I am wondering what happened to the roots comment styling in Roots 7x? The inputs have no class. Is this a mistake?
That was a terrible decision. So to use that styling, I need to download the old version and copy over the code?
I agree with Wordpress Guy, why remove the excellent Bootstrap base styling? can we keep it in the master branch as an option?
@cfx… your fix seems like allot more work then downloading 7.0.1, (which has been working great to serve my needs) do you have a fork with these changes?
I’m thinking about forking 7.0.1 to maintain the classes for comment styling.
Thank you for sharing that code @cfx. The less solution is just as efficient, I am very surprised that its not included in roots by default. One or the other should be included by default, In my opinion. But, your code worked great so again, I thank you for that. Hopefully it gets someones attention and is included in roots by default in place of the PHP solution.
Glad to help. Roots is at a point where the core devs are moving towards making it framework agnostic. In the meantime, @erikkowalski’s idea is perfectly doable and you’re free to use any version of Roots that suits your build. It’s not always necessary to be bleeding edge
Before we get too distracted, there was a point in removing the comment stuff as Roots moves towards being framework agnostic.
I do agree that some basic styling of the comments is needed to replace what was removed, but maybe not as heavy as the PR from @cfx. At least we should be providing an appropriate LESS partial file and some blank selectors, maybe even remove the default list style and padding of the UL/LI.
I’m not so sure. I say that because Roots is a starter theme. If you look at the main other starter theme that people use: Underscores, it comes COMPLETELY unstyled. Since Roots is also used as a starter theme, and that’s what it’s always tried to be, I don’t think less styling is necessarily a bad thing.
@kalenjohnson I do agree that it is a starter theme, but I feel like Roots is more focused on providing a much better overall environment and toolset, and as such I feel like we can take things just a tad further then Underscores. We already do this with the build scripts, LESS, DOM-Based Routing, Wrapper, Activation, Config, etc. Underscore also does provide a SMALL amount of styling to comments, even if its more of a “good practice” set of margins and displays.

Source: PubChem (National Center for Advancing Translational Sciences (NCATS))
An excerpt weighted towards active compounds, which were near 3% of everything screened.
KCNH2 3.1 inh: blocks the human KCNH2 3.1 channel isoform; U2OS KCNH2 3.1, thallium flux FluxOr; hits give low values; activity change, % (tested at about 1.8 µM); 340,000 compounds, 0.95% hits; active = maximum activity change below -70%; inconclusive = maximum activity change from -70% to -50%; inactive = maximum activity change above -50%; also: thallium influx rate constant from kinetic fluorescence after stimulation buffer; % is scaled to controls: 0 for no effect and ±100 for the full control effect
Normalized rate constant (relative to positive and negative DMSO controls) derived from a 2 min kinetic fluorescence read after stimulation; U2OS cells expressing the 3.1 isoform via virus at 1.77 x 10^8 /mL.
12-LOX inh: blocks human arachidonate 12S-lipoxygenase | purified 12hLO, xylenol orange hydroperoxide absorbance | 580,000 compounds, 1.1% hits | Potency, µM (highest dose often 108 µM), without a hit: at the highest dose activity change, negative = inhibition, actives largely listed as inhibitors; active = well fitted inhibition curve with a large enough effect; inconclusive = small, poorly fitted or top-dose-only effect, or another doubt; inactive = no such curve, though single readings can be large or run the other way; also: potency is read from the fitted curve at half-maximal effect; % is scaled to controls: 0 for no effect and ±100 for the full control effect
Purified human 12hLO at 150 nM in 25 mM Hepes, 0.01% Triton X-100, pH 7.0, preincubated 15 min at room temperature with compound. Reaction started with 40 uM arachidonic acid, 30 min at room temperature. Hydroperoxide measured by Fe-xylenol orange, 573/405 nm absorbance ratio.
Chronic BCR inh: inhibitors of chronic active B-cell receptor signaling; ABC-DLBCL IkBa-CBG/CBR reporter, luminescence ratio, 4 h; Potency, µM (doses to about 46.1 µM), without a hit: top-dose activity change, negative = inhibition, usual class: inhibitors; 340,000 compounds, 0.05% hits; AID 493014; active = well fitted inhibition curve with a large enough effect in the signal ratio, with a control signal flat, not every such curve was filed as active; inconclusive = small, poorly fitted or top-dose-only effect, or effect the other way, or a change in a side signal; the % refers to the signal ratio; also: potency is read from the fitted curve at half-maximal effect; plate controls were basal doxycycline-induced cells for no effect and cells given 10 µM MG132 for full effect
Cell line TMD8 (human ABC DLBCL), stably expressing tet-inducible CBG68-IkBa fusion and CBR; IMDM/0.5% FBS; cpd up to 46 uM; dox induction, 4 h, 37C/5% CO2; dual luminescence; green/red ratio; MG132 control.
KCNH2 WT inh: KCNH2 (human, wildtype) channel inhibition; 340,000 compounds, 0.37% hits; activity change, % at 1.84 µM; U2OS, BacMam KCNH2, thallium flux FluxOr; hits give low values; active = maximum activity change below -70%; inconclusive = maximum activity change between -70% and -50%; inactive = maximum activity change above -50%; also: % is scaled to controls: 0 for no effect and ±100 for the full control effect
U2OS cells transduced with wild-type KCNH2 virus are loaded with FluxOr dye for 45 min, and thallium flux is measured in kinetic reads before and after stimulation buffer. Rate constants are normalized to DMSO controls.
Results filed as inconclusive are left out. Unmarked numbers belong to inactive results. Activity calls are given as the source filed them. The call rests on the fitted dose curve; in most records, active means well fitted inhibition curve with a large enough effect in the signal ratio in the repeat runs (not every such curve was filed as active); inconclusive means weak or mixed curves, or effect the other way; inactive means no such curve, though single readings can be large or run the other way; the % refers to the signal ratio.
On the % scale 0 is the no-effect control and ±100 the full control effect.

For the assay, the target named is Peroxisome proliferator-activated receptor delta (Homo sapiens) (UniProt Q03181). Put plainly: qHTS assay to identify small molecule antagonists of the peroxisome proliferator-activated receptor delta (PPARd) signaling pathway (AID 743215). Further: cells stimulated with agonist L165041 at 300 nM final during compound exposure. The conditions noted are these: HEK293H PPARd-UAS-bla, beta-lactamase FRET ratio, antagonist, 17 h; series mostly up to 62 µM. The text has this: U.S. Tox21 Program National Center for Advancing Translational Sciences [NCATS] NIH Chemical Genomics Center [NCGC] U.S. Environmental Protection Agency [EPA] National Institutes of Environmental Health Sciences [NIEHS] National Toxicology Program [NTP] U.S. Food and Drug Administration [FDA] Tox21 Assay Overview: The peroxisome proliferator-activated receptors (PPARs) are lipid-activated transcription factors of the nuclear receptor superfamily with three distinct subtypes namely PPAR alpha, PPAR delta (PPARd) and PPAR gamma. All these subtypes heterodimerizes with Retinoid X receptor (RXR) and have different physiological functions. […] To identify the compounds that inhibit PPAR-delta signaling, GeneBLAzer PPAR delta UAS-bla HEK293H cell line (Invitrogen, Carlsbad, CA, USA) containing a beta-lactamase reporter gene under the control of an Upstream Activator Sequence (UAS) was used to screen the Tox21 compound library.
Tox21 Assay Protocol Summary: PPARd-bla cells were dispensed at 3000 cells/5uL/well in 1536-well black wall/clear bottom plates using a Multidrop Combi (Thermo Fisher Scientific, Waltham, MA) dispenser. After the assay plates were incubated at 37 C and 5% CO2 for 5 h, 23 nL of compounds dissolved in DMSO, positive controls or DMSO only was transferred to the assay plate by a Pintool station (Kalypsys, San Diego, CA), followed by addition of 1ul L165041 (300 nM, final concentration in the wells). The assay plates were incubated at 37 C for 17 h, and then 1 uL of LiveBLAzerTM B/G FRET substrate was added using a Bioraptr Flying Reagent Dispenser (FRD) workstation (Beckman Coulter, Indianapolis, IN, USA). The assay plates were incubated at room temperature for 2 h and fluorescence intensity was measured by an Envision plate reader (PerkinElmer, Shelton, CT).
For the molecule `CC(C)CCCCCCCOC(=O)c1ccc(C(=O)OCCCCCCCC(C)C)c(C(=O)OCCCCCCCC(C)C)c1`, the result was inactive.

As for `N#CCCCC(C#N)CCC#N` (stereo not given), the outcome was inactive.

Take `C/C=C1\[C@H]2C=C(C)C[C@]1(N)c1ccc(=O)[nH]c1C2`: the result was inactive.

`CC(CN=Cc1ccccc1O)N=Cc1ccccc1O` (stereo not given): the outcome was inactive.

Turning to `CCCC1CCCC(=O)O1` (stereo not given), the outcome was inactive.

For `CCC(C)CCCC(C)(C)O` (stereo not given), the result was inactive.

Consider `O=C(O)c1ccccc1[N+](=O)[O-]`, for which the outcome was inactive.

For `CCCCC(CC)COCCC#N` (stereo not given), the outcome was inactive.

I would bet the farm that 100% of the time a person will not use the default UL/LI styles (padding and list-style) that comments output. The few times I have used Underscores, removing these things were always the first item addressed when styling comments. We already provide LESS partials covering several “Layout” and “Component” areas. Granted most of these are stubs and contain no code, but they provide a organizational standard that I think IS core to Roots.
I have yet to really see or understand why including some basic building blocks would be a negative any any sense… Im open to hearing differing opinions tho.
Hey, just one more question about the comments. I am having trouble seeing how to change, or where the avatar size is specified. Its
32px by default and I cannot seem to change it. In previous versions,
get_avatar was used in
For this to be changed, I will need to re-create the
comment.php file anyway, correct? I believe that lends credence to the idea the comments template should remain in by default. Whle @ctf code works to style the comments 90% of the way, an additional PHP file still needs to be created to change the size of the avatar.
EDIT: Just realized this can be controlled within
wp_list_comments(); Cancel my last comment.
I believe changing the actual avatar size itself is within the provenance of WordPress functions. Note that if you’re using my pull request that you will need to also change the
@avatar-size LESS variable here to properly indent comment text and replies.
Added some base styling for now.
@ben Thanks for pushing that update. I just setup a new local build, it totally resolved my issue.
Wouldn’t it make sense then to introduce child theming to roots as the default option? That way the core files could be updated without affecting any customizing. AFAIK roots is still just meant as a theme to build upon exclusively!?
There’s nothing preventing anyone from using Roots as a parent and creating your own child theme. If you plan to keep your theme continually updated to the bleeding edge and you don’t have in depth knowledge of Git then it’s a viable strategy.
Yes, basically. Child themes were built for customizing a theme that was already built. Some people have taken this idea and built “theme frameworks” as parent themes as well, I believe this is what Genesis does. But Roots is a starter theme, in the same way that underscores is a starter theme. You build on top of it. It becomes your theme. If there are updates you want in future releases of Roots, you can integrate them manually, but it’s not a requirement or necessity.